They say too much stress is bad for your health, but did you know that too much stress can also affect your memory and brain health?
Stress can play a big part when it comes to being forgetful and having memory slips. If you are under constant stress, you may experience symptoms such as memory problems and loss of concentration. You may also be affected by headaches, fatigue, difficulty with sleeping or recurrent nightmares, irritability, backaches or rapid heartbeat.
Stress is your body’s physical reaction to change, and involves the “fight or flight” response activated by your autonomic nervous system. This controls and stimulates the production of two hormones, cortisol and adrenaline. These hormones make the heart beat faster, elevate blood pressure, change the digestive processes and boost glucose levels in the blood stream to give you the energy needed to “fight or flee”. When the possible threat has passed, your body system slowly returns to normal.
How does this affect your memory or brain? When we are stressed and produce the stress hormone cortisol, thousands of neurons (brain cells) can die off. When we are highly stressed, we seem to think less clearly and tend to forget even simple things.
Excess cortisol causes a decline in the day-to-day function of your brain. Cortisol robs the brain of its only source of fuel — glucose. It also wreaks havoc on your brain’s chemical messengers — your neurotransmitters — which carry your thoughts from one brain cell to the next. When your neurotransmitter function is disrupted and when your brain’s fuel supply plummets, it’s difficult for you to concentrate and to remember.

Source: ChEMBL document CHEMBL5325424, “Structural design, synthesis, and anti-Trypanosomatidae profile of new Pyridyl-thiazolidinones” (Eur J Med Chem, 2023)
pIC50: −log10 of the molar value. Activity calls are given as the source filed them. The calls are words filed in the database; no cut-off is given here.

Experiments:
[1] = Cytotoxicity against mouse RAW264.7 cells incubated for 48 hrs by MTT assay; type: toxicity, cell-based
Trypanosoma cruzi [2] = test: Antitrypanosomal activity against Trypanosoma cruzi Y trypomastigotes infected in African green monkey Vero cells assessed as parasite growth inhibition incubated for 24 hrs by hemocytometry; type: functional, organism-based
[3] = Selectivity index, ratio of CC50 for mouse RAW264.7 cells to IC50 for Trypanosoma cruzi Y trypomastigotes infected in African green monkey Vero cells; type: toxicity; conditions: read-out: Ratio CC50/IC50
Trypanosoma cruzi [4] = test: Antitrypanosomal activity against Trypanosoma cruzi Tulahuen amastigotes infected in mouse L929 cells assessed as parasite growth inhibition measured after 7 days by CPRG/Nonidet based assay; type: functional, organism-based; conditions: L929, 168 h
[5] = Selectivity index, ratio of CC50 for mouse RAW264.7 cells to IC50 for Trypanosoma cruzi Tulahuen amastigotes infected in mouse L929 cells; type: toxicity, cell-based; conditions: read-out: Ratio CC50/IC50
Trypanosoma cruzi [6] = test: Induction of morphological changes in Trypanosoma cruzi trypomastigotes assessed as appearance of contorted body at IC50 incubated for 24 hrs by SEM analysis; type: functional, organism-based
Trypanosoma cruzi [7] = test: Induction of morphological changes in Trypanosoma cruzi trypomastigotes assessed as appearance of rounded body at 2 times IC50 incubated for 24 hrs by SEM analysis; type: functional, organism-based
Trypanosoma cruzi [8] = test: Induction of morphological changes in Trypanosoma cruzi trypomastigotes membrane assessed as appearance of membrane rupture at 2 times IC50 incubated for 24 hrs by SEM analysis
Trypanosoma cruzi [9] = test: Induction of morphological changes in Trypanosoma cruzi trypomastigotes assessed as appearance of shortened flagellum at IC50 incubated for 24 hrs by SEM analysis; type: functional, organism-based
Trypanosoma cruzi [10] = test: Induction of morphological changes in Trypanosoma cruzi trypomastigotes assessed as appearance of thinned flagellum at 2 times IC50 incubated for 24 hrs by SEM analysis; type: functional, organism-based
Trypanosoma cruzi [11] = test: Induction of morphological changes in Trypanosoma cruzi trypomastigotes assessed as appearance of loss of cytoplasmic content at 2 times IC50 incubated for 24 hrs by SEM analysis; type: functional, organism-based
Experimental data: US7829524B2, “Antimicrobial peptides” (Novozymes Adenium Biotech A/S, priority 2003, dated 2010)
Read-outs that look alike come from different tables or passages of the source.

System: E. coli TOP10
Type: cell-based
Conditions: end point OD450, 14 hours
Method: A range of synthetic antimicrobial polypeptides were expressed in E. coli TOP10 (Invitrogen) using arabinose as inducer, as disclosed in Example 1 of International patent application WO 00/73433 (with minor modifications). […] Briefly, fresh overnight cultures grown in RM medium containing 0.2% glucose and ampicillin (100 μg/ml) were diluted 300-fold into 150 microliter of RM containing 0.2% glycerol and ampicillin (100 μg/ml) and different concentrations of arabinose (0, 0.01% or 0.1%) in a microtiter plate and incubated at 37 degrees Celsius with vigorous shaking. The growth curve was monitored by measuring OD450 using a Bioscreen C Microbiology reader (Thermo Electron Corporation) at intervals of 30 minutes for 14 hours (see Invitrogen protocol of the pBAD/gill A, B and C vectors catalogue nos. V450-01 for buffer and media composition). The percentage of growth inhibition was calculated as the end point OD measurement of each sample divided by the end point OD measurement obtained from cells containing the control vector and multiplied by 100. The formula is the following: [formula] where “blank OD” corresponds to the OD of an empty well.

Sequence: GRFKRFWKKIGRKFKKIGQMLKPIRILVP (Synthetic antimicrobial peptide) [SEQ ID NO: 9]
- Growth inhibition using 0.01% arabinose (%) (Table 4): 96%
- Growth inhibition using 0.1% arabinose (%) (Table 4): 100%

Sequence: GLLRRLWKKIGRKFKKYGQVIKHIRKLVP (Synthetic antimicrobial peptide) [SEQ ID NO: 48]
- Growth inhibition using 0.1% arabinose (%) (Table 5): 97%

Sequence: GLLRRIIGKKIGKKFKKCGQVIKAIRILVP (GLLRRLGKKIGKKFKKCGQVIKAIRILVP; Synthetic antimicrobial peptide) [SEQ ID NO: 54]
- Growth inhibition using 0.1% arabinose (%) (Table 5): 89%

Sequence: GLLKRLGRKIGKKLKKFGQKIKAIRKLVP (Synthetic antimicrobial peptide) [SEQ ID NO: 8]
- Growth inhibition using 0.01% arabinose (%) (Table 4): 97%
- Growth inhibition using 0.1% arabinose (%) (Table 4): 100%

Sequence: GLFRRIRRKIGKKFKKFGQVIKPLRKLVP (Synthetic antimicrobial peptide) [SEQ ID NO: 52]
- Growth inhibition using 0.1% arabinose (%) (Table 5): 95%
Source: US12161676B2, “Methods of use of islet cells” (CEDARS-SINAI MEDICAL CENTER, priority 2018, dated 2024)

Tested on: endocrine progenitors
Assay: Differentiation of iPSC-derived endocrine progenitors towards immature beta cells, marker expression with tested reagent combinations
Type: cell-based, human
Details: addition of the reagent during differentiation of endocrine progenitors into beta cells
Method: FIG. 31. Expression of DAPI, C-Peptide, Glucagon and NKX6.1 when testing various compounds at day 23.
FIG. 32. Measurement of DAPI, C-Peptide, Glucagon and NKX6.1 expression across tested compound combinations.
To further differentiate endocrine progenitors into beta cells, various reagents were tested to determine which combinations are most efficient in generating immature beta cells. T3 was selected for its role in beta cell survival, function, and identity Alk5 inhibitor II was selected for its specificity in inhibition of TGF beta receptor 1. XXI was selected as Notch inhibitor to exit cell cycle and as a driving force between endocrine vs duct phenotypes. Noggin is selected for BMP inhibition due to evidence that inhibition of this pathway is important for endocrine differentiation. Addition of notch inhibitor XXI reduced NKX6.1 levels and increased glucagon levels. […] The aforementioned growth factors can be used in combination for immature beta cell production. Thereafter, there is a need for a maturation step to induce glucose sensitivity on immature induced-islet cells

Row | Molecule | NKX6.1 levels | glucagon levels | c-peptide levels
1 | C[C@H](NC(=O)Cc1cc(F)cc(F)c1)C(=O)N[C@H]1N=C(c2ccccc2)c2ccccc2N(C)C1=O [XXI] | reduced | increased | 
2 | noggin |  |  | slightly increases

Many scientists now believe that excessive exposure to stress can actually shrink your brain. People involved in stressful occupations or occupations that alter sleep patterns or disturb sleep are at particular risk of suffering from excessive levels of cortisol.
Cortisol levels can be raised by everyday situations and habits such as commuting, sleep deprivation and coffee consumption.
The solution is you must realise that you can’t always control what happens to you but you can usually control how you react to it. It is very important to be aware of because it can enable you to keep stressors from becoming stress.
If you want to stay free of chronic stress, you have to be in control of your own life, on a daily basis. You can lower your stress response with deep, abdominal breathing two to three times daily. You could also schedule some time in your day to do a daily relaxation activity such as meditation.
Another way to relieve stress is physical exercise such as walking. It will also boost your mood, increase your energy and improve your memory.
So to control your stress levels you need to pay attention to your diet, exercise, the people you socialise with, the way you think and your level of mental activity. ☐